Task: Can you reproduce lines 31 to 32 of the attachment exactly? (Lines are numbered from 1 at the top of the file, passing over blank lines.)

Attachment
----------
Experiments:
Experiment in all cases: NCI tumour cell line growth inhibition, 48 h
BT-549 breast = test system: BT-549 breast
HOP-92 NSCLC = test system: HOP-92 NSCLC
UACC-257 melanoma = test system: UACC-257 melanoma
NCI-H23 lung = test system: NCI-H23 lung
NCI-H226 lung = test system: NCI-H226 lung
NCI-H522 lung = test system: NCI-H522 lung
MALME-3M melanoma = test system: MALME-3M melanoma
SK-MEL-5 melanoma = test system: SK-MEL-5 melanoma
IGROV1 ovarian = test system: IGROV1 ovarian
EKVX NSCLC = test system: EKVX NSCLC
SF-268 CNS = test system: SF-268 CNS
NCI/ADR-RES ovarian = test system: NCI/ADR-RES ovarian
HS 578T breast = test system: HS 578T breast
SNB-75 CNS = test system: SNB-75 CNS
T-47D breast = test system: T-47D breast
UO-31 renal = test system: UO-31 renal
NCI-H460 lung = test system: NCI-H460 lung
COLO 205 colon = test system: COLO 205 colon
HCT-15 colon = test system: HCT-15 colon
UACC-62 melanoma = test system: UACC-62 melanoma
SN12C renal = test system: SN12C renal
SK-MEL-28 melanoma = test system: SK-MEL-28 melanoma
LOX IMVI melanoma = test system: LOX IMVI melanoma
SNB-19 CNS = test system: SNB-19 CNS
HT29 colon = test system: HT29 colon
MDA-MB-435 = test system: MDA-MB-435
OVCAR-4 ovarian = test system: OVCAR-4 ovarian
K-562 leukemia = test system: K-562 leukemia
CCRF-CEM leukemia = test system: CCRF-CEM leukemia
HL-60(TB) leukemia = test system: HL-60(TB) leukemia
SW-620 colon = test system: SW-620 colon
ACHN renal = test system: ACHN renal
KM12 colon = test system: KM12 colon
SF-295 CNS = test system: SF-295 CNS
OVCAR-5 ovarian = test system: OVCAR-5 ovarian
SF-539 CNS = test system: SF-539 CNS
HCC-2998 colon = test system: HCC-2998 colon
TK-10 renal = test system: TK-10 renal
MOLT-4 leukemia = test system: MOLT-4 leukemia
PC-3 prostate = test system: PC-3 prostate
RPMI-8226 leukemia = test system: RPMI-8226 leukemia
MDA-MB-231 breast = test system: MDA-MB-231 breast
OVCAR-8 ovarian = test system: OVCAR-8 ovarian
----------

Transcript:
CCRF-CEM leukemia = test system: CCRF-CEM leukemia
HL-60(TB) leukemia = test system: HL-60(TB) leukemia